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‘We All Shine’ says YNW Melly. Listen.

| Tuesday, February 5, 2019

Mike Donovan | The Observer

YNW Melly keeps going to jail. When Melly was 16, he was imprisoned for the first time on weapons charges for shooting guns near a school and was imprisoned for 13 months. During this stint, he wrote “Murder on My Mind,” his breakout single. The quality of the track’s storytelling along with YNW Melly’s melodies combine for a stand-out sound in the saturated SoundCloud market.

Since his first stint, YMW Mellow has been caught in the revolving door that is America’s prison system. He has been reincarcerated multiple times for offenses as simple as marijuana possession or the lyrics in his songs. Despite an onslaught of extrinsic forces, Melly has been making and releasing music steadily since 2017. He writes songs in prison, MacGyvering beats on his chest with his fist, and releases them from behind bars. His first album, “I Am You,” and his most recent release, “We All Shine,” were both dropped from captivity.

“We All Shine” brims with the undeniable energy of an artist who cannot be held back. The opening two tracks, “City Girls” and “No Heart,” play like ballads — lamentations of shallow attempts, love and bitter goodbyes — interlacing traditional rapping throughout.

His big-name collaboration with Kanye West on “Mixed Personalities” is another look at the relationships in Melly’s life. The chorus is a worthwhile sing along and likely the best music Kanye has released recently (proving that Kanye’s inability to relate to society does not hinder his capacity to produce good new music).

Despite a catchy sound, YNW Melly’s ruminations on love hold little water compared to his reflections on the life in which he grew up. In “Robbery,” YNW sings the dialogue of crime like an opera: “Don’t make a sound … Just hit the ground,” holding his listeners hostage.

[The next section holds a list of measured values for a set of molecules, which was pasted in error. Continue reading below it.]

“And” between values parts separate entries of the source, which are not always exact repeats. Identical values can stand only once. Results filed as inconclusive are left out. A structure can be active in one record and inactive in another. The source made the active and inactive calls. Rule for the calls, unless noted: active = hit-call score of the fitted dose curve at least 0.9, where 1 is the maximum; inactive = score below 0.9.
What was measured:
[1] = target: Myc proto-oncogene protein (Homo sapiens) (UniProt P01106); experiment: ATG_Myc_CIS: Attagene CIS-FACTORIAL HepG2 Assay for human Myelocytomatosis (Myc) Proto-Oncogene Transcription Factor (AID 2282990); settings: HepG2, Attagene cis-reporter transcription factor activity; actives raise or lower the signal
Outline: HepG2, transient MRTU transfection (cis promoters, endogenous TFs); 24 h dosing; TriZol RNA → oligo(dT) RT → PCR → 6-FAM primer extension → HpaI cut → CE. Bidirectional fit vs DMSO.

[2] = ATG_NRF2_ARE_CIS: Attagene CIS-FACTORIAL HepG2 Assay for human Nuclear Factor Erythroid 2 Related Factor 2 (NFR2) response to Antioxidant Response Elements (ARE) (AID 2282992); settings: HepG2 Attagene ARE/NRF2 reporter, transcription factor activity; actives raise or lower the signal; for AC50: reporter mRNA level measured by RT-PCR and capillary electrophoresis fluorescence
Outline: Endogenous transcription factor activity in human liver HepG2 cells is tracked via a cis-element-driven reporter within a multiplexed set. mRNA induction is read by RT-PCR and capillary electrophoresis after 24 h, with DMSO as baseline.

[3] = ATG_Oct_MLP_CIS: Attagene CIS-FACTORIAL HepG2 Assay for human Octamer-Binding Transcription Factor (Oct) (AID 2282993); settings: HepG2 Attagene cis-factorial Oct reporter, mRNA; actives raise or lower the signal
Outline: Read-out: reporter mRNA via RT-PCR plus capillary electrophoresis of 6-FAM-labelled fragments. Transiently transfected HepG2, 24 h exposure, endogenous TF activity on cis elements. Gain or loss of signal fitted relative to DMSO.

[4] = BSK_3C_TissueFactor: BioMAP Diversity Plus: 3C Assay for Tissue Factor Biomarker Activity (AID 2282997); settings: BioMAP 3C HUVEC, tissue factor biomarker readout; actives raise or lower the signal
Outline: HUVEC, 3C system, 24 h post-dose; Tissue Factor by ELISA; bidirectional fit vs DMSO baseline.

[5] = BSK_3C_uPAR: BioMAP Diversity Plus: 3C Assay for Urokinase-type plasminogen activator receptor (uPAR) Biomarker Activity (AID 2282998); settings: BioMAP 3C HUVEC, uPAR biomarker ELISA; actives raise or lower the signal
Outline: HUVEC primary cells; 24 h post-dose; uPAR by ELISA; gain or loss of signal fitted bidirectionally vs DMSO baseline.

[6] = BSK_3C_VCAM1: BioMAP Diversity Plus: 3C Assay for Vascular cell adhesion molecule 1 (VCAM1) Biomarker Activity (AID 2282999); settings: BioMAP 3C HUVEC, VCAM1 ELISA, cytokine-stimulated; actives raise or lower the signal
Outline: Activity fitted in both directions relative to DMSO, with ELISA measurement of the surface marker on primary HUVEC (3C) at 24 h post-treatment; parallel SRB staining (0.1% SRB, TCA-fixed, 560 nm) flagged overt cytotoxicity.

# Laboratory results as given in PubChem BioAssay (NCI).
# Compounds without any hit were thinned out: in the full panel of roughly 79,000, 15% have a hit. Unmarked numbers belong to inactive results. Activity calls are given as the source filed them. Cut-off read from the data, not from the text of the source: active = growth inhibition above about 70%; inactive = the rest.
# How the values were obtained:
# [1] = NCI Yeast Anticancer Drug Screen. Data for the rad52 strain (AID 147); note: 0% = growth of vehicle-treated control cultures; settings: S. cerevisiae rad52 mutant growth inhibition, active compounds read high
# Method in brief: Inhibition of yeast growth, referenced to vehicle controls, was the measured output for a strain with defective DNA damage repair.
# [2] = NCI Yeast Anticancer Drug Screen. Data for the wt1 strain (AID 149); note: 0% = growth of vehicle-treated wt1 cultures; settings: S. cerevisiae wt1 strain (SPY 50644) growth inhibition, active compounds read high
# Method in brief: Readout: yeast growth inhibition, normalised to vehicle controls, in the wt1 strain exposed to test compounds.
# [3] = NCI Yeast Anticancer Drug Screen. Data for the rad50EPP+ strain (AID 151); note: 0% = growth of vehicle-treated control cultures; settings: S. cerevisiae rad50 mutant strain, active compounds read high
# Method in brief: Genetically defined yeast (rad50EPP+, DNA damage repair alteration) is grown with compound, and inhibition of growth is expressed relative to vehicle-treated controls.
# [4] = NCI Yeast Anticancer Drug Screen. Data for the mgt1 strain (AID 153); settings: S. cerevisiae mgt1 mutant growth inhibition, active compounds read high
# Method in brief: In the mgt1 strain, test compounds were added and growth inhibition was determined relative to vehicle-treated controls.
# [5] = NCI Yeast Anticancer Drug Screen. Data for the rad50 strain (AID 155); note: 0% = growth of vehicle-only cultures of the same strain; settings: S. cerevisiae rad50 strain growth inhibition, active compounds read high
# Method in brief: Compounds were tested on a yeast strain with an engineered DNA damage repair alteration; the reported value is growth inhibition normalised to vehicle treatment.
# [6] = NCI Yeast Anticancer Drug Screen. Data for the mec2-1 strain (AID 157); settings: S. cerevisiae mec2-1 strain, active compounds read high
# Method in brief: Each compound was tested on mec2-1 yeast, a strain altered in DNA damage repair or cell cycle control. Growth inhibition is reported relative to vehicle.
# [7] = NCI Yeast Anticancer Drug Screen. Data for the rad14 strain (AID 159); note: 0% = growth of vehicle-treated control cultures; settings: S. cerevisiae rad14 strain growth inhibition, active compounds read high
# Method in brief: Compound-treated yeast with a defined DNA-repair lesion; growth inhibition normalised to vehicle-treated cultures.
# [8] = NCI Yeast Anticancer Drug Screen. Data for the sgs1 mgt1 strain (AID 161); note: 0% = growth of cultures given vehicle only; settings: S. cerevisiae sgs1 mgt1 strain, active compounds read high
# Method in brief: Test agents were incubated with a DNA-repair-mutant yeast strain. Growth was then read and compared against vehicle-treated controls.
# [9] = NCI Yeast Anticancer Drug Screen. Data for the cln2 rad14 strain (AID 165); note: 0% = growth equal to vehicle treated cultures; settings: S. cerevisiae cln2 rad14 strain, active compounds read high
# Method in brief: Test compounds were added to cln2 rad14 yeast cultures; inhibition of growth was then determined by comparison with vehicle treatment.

Melly also finds a suitable subject in rapping about the barriers that prevent him from doing and being what he wants. “F— PNC Bank” depicts his trouble withdrawing enough cash to sustain his spending habits. “Why You Gotta Walk Like That???” chronicles his disregard for the opinions of those who’d rather see him live more traditionally.

The production of “We All Shine” is best described as appropriate. Just as YNW Melly pounded his fist as the beat to write much of his work, the underlying instrumentals provide a sufficient framework for Melly to display the heart of his music, his voice.

His usual singing is smooth to the point of buttery. His rapping is often quick and full of distinct imagery. However, YNW Melly sometimes takes the experimentation off track. “Mixed Personalities” features a near screeched section of autotune vocals and “Alarm” contains a falsetto which even Young Thug would have trouble executing. Although he misses his target sometimes, YNW Melly is definitively competent in his technical skills.

YNW Melly has a distinguished sound in a field where it’s all too easy to get lost. He uses his voice like a nuclear fission reactor that he has not yet fully learned to control. Used properly, his voice has incredible potential, but, if misused, has catastrophic implications. “We All Shine” is not perfectly polished, but it begs to be listened to again and again. It seems that nothing will be able to reverse YNW Melly’s ascent from nothing.

 

  • Artist: YNW Melly
  • Album: “We All Shine”
  • Label: 300 Entertainment
  • Favorite Track: “Ingredients”
  • If you like: Yung Bans, Roddy Rich
  • Shamrocks: 4 out of 5

 

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